rainfall monsoon demand rural above normal forecast prediction imd demand consumption gdp
Girls cover themselves from rain in the northern Indian city of Chandigarh August 11, 2007 (Representational image).Reuters file

It seems the rain god is showering its blessings fairly uniformly across India, raising confidence that the June to September (J-S) monsoon rainfall will indeed be above-normal, as predicted by the official weather forecaster, the India Meteorological Department (IMD).

The data for 29 days of June released by the IMD showed that the rainfall deficiency was just 12 percent (137.6 mm, as against the normal rainfall of 155.5 mm).  

On Wednesday, the IMD had predicted that rains will pick momentum and hit parts of northern India, including Delhi. 

"Over the next 2-3 days, monsoon will again spread to parts of northwest India. This include Haryana, Punjab, Delhi and a large part of Rajasthan. The progress of monsoon will be speedy now," Laxman Singh Rathore, Director General of IMD, said, according to a PTI report. 

The Southwest monsoon rains (June-September) are crucial to India for farm output. The country receives three-fourths of the total rainfall during these months and heralds sowing activities in a big way.

"Around 60 percent of the cropped area in India is rain-fed. Given the fact that around 75 percent of rainfall occurs during June September period, the fate of the kharif crops depends on the Southwest monsoon," State Bank of India had said last month in a note, the foreword for which was aptly titled "Sawan ko aane do" by Arundhati Bhattacharya, Chairman, State Bank of India.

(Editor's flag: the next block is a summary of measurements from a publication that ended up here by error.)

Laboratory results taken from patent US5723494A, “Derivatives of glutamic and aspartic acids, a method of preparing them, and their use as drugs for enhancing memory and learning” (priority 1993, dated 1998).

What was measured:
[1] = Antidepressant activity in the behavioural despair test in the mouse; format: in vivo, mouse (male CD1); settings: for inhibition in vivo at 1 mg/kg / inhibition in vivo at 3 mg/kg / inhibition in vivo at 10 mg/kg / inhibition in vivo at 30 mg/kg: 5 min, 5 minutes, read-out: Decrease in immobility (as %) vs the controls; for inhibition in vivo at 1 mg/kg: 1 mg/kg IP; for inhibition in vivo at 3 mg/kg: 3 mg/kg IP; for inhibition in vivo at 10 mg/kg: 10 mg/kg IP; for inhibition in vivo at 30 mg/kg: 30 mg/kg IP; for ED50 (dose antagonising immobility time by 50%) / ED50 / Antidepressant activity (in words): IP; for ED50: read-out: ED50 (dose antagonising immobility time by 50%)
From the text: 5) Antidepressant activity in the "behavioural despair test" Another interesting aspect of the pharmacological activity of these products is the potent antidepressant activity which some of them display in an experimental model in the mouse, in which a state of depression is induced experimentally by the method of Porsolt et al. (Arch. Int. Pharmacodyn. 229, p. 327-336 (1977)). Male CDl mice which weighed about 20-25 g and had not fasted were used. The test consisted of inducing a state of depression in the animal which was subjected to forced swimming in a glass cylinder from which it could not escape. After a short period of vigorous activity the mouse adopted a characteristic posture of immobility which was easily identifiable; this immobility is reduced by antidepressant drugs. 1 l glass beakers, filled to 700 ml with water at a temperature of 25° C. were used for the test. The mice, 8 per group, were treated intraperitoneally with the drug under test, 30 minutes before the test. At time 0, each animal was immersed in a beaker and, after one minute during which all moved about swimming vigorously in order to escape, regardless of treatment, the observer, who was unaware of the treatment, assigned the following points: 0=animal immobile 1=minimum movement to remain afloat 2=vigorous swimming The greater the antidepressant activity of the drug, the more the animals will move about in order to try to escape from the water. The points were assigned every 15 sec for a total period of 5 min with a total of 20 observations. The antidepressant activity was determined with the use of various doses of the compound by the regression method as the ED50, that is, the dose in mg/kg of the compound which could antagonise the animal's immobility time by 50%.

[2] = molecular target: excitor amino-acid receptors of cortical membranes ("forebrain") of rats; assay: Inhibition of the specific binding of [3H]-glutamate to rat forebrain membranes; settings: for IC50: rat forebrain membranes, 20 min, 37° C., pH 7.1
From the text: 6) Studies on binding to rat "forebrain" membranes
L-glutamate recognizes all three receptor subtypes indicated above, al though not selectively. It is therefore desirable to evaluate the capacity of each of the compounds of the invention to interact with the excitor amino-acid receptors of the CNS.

Besides lifting sentiments on the stock exchanges, a good monsoon holds the key to boosting rural demand, especially for FMCG and automobile products. IT also holds the key to improving farm output and keeping inflation under control.

"Demand conditions are likely to improve going forward; consumer confidence is seen as rising on improving expectations of employment and spending, with rural demand aided by a stronger monsoon," the Reserve Bank of India had said after its second bi-monthly monetary policy review meeting held on June 7.

India suffered two successive droughts in the past two years, crippling farm output and having an adverse impact on the industrial sector as well.